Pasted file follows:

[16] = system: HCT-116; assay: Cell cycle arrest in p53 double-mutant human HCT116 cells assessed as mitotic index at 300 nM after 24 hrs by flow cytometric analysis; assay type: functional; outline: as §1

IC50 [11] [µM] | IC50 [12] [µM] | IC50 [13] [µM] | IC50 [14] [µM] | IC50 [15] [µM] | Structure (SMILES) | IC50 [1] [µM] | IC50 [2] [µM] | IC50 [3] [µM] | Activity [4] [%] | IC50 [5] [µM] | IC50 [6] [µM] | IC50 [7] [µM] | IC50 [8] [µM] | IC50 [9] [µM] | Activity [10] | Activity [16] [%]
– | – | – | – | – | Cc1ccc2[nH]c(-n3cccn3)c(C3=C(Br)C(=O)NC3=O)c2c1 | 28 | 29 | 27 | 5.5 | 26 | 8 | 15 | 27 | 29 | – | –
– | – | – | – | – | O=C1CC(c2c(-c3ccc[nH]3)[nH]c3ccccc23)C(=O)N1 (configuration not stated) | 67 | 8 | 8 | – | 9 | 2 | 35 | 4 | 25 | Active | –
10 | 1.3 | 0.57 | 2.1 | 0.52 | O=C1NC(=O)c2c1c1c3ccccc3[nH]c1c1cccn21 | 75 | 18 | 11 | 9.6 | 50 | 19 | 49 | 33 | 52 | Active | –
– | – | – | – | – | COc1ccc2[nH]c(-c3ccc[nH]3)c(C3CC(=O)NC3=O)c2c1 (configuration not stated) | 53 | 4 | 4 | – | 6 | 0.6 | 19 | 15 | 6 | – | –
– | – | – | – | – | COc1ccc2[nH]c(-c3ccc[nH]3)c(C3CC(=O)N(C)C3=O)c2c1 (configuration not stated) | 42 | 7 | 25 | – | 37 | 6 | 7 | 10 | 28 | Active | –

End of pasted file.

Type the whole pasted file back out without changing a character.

[16] = system: HCT-116; assay: Cell cycle arrest in p53 double-mutant human HCT116 cells assessed as mitotic index at 300 nM after 24 hrs by flow cytometric analysis; assay type: functional; outline: as §1

IC50 [11] [µM] | IC50 [12] [µM] | IC50 [13] [µM] | IC50 [14] [µM] | IC50 [15] [µM] | Structure (SMILES) | IC50 [1] [µM] | IC50 [2] [µM] | IC50 [3] [µM] | Activity [4] [%] | IC50 [5] [µM] | IC50 [6] [µM] | IC50 [7] [µM] | IC50 [8] [µM] | IC50 [9] [µM] | Activity [10] | Activity [16] [%]
– | – | – | – | – | Cc1ccc2[nH]c(-n3cccn3)c(C3=C(Br)C(=O)NC3=O)c2c1 | 28 | 29 | 27 | 5.5 | 26 | 8 | 15 | 27 | 29 | – | –
– | – | – | – | – | O=C1CC(c2c(-c3ccc[nH]3)[nH]c3ccccc23)C(=O)N1 (configuration not stated) | 67 | 8 | 8 | – | 9 | 2 | 35 | 4 | 25 | Active | –
10 | 1.3 | 0.57 | 2.1 | 0.52 | O=C1NC(=O)c2c1c1c3ccccc3[nH]c1c1cccn21 | 75 | 18 | 11 | 9.6 | 50 | 19 | 49 | 33 | 52 | Active | –
– | – | – | – | – | COc1ccc2[nH]c(-c3ccc[nH]3)c(C3CC(=O)NC3=O)c2c1 (configuration not stated) | 53 | 4 | 4 | – | 6 | 0.6 | 19 | 15 | 6 | – | –
– | – | – | – | – | COc1ccc2[nH]c(-c3ccc[nH]3)c(C3CC(=O)N(C)C3=O)c2c1 (configuration not stated) | 42 | 7 | 25 | – | 37 | 6 | 7 | 10 | 28 | Active | –